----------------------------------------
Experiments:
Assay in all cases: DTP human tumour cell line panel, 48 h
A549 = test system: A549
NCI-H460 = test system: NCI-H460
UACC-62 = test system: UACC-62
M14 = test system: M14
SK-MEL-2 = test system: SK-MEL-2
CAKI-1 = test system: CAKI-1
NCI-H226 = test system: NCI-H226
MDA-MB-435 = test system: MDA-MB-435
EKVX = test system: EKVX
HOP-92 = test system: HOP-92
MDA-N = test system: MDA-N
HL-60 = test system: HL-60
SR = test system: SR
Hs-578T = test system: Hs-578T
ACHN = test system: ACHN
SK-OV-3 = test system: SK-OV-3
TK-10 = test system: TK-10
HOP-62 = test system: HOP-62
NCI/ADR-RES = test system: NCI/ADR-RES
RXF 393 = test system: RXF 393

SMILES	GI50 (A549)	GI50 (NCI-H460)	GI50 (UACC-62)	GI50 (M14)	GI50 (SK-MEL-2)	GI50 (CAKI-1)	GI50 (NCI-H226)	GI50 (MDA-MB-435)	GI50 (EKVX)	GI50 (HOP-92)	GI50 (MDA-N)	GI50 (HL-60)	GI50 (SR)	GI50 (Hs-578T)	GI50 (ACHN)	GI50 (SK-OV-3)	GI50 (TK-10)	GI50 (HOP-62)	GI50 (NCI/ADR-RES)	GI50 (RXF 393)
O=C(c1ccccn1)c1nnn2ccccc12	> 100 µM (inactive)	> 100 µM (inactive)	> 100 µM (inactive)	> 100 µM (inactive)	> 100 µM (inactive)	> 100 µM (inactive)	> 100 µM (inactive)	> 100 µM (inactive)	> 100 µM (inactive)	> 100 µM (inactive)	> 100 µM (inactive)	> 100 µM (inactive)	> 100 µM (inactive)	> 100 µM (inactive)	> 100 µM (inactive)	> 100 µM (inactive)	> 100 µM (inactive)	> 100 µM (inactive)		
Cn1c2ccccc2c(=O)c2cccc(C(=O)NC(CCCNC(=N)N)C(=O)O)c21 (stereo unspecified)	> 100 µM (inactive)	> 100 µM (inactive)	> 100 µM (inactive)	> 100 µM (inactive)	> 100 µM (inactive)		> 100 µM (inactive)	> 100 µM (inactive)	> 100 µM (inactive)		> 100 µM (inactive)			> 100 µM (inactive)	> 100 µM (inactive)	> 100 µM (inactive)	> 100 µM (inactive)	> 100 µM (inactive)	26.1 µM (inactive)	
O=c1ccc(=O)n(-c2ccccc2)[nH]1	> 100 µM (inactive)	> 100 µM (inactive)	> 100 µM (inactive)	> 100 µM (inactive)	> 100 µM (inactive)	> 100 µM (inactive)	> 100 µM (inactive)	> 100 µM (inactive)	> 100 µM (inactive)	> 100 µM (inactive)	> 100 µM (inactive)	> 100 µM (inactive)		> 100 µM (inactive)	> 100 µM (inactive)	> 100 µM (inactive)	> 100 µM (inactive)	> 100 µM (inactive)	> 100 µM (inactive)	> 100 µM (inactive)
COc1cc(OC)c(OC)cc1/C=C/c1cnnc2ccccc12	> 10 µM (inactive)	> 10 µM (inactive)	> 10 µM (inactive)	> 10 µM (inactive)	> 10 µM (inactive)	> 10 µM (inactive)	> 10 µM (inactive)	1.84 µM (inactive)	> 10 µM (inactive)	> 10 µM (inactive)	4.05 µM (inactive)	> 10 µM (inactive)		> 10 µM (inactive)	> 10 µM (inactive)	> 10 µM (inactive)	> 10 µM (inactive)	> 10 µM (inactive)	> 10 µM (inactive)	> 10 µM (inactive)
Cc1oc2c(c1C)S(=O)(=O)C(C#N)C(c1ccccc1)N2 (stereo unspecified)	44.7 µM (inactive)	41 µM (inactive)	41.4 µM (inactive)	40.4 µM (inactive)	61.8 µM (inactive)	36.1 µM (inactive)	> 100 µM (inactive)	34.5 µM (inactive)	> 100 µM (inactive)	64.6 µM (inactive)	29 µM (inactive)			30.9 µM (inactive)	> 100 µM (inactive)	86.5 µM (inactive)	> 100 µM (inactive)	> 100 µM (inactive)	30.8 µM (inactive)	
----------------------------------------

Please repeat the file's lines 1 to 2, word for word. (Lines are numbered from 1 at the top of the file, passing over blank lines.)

Experiments:
Assay in all cases: DTP human tumour cell line panel, 48 h